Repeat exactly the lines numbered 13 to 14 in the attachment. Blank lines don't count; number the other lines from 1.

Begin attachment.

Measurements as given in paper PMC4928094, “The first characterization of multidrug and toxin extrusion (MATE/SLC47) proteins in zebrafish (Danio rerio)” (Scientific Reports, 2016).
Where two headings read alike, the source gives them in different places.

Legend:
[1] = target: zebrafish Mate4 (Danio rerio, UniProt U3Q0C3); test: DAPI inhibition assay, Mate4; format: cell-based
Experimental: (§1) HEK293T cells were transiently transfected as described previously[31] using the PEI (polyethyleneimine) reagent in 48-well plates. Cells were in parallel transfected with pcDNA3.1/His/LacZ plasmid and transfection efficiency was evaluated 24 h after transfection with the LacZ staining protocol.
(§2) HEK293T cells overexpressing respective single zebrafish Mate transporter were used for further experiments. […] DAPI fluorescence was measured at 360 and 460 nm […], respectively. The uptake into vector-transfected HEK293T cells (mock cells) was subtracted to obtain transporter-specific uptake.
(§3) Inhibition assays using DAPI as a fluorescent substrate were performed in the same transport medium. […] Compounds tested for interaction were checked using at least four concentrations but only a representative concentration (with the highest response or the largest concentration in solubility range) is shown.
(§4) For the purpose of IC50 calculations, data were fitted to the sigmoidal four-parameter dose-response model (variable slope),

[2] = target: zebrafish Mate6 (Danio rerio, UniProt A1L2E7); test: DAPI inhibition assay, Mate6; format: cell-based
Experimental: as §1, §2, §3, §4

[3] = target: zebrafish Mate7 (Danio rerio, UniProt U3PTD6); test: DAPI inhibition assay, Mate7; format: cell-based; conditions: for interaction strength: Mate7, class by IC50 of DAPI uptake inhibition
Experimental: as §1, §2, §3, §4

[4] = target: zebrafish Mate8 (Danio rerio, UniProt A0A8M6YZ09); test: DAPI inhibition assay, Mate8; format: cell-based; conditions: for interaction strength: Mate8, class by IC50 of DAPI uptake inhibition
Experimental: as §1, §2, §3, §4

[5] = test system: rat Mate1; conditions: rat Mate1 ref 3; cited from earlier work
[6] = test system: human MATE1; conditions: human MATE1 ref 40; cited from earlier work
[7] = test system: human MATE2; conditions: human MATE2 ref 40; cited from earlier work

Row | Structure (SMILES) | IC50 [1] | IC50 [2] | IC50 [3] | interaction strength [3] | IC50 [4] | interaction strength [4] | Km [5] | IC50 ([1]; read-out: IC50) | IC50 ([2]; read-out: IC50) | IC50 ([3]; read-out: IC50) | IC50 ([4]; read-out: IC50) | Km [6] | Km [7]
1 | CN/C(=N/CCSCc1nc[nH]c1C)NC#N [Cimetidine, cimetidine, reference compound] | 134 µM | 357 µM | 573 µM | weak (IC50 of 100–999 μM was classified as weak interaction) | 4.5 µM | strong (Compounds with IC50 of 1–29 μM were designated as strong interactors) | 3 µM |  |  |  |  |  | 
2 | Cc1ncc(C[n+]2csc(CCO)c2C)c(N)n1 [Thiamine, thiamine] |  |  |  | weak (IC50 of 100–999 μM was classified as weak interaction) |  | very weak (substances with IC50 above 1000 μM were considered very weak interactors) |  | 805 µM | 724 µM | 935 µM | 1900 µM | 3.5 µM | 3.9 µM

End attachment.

[4] = target: zebrafish Mate8 (Danio rerio, UniProt A0A8M6YZ09); test: DAPI inhibition assay, Mate8; format: cell-based; conditions: for interaction strength: Mate8, class by IC50 of DAPI uptake inhibition
Experimental: as §1, §2, §3, §4